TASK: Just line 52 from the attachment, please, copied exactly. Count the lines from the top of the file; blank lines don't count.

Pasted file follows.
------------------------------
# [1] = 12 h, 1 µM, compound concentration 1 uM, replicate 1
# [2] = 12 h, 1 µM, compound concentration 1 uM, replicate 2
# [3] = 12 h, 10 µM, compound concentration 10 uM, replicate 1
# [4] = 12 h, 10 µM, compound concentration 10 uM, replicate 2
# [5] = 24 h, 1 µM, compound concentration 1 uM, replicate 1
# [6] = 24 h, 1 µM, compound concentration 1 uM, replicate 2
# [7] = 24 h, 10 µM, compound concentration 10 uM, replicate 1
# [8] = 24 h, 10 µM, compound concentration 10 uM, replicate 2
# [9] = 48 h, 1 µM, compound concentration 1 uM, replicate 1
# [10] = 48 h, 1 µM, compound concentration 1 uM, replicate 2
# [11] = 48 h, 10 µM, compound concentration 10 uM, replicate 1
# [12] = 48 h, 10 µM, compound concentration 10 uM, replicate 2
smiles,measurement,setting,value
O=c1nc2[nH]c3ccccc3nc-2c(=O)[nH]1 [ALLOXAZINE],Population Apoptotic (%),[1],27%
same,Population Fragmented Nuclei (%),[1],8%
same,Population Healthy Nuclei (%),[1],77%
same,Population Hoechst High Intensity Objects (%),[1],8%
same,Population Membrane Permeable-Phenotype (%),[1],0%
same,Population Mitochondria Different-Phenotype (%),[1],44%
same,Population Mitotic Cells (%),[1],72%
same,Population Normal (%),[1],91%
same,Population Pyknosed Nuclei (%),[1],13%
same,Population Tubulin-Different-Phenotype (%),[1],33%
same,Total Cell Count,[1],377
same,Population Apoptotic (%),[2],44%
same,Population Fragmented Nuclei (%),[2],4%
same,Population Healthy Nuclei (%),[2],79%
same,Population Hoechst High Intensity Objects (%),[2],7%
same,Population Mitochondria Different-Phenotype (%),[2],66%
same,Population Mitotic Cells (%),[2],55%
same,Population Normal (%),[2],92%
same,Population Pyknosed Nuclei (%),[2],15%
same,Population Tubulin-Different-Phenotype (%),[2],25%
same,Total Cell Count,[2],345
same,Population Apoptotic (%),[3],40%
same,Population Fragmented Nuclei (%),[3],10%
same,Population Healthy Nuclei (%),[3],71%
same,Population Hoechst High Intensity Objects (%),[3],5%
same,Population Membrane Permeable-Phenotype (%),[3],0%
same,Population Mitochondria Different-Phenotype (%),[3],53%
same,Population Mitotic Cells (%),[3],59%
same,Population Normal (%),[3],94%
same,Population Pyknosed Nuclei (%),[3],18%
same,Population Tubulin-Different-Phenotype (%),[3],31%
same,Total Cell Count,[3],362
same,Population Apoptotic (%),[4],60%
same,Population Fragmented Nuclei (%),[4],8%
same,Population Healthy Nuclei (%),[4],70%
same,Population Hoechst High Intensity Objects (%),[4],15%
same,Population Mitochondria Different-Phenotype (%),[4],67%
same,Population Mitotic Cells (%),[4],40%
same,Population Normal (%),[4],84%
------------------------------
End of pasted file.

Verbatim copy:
same,Population Normal (%),[4],84%